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Mid-Level Networks Potential Technical Services (RFC1291)

IP.com Disclosure Number: IPCOM000002111D
Original Publication Date: 1991-Dec-01
Included in the Prior Art Database: 2019-Feb-11
Document File: 10 page(s) / 15K

Publishing Venue

Internet Society Requests For Comment (RFCs)

Related People

V. Aggarwal: AUTHOR

Related Documents

10.17487/RFC1291: DOI

Abstract

This document proposes a set of technical services that each Internet mid-level network can offer within the mid-level network itself and and to its peer networks. This RFC provides information for the Internet community. It does not specify an Internet standard.

This text was extracted from a PDF file.
This is the abbreviated version, containing approximately 14% of the total text.

Network Working Group V. Aggarwal Request for Comments: 1291 JvNCnet Computer Network December 1991

Mid-Level Networks Potential Technical Services

Status of this Memo

This RFC provides information for the Internet community. It does not specify an Internet standard. Distribution of this memo is unlimited.

Abstract

This document proposes a set of technical services that each Internet mid-level network can offer within the mid-level network itself and and to its peer networks. The term "mid-level" is used as a generic term to represent all regional and similar networks, which, due to continuous evolutions and transitions, can no longer be termed "regional" [MAN]. It discusses the pros and cons of offering these services, as well as areas in which mid-level networks can work together.

A large portion of the ideas stem from discussions at the IETF Operational Statistics (OPstat), User Connectivity Problems (UCP) and Network Joint Management (NJM) working groups.

Table of Contents

1. Introduction.................................................. 2 2. The Generic Model............................................. 2 3. Technical Services............................................ 3 3.1 Domain Name Service......................................... 3 3.2 Public Domain Software...................................... 4 3.3 Network Time................................................ 5 3.4 Network News................................................ 5 3.5 Mailing Lists............................................... 6 4. Experimental Testbeds......................................... 6 5. Network Information Services.................................. 7 6. Network Operations............................................ 7 7. References.................................................... 8 8. Security Considerations....................................... 9 9. Author’s Address.............................................. 9 Appendix A Mailing Lists......................................... 10 Appendix B DNS Architecture Strategy............................. 10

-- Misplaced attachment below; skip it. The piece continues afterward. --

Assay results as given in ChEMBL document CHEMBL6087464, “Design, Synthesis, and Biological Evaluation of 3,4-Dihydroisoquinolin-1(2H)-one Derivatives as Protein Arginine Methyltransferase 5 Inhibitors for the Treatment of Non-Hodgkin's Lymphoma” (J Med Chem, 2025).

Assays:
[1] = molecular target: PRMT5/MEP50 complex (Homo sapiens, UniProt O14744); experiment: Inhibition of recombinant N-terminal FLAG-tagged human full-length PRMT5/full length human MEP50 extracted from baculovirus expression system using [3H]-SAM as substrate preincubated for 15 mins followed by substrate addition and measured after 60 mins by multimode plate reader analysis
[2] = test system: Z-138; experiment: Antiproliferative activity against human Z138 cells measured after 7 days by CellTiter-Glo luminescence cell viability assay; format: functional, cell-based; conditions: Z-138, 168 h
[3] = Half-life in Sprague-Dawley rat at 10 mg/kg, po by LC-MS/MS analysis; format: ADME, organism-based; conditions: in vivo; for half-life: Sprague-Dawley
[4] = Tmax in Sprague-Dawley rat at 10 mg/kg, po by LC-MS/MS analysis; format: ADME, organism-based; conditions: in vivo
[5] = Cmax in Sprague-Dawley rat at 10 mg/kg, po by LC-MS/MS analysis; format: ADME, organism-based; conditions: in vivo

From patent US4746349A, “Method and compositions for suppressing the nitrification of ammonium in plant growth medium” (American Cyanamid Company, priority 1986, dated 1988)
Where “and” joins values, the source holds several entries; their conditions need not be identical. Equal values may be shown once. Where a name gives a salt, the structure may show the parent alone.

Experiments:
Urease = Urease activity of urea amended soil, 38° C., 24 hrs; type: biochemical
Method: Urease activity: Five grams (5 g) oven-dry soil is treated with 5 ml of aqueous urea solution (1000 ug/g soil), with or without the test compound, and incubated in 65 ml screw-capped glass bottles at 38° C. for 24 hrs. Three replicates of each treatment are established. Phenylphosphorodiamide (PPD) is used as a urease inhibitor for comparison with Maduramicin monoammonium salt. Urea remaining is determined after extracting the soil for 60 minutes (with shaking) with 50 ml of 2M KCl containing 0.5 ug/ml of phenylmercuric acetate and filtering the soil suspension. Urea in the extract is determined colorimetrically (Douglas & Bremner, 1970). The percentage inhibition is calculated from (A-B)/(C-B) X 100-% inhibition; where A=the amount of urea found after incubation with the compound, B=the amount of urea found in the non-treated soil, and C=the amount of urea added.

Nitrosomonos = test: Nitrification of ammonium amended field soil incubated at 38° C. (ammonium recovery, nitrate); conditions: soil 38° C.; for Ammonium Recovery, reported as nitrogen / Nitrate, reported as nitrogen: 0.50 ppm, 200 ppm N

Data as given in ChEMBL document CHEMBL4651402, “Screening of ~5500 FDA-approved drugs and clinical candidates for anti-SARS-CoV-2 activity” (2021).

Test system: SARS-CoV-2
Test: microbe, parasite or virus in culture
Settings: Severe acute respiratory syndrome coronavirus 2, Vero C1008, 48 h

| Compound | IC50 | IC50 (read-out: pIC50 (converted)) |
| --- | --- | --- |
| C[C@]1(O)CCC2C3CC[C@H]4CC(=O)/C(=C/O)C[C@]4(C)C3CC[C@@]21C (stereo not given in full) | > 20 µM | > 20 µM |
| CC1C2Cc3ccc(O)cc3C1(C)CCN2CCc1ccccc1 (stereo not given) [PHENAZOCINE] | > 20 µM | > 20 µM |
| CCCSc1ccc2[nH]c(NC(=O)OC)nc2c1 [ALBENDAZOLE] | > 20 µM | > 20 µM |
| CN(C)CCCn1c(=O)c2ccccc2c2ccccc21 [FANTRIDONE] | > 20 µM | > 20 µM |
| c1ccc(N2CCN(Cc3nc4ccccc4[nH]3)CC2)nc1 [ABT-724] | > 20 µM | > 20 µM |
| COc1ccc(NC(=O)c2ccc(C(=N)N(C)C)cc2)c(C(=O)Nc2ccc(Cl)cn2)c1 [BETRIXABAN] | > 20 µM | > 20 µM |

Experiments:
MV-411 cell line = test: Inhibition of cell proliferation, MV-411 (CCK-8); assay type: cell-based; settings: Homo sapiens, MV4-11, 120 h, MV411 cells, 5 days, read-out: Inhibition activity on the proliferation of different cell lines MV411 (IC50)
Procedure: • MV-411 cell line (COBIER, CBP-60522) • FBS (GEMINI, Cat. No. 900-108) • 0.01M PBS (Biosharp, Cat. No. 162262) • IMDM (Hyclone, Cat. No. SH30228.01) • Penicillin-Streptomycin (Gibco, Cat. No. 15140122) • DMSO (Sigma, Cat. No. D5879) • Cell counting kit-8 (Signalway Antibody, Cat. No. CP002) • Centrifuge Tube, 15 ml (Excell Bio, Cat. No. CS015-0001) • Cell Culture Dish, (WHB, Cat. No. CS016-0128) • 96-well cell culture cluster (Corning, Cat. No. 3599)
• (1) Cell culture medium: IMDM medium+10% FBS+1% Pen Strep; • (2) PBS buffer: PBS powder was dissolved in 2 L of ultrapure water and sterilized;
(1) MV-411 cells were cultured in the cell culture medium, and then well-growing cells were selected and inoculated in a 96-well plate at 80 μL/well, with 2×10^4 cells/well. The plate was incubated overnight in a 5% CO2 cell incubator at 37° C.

Aggarwal [Page 1]

RFC 1291 Potential Technical Services December 1991

1. Introduction

Over the past few years, the Internet has grown to be a very large entity and its dependability is critical to its users. Furthermore, due to the size and nature of the network, the trend has been to decentralize as many network functions (such as domain name-service, whois, etc.) as possible. Efforts are being made in resource discovery [SHHH90] so that the work of researchers is not lost in the volumes of data that is available on the Internet.

A side result of this growth has been the logical structure imposed in the Internet of networks classified by function. Tangible examples in the present state are the NSFnet national backbone, the mid- level/regional networks and campus networks. Each of these can be viewed as hierarchies within an organization, each serving a slightly different function than the other (campus LA...

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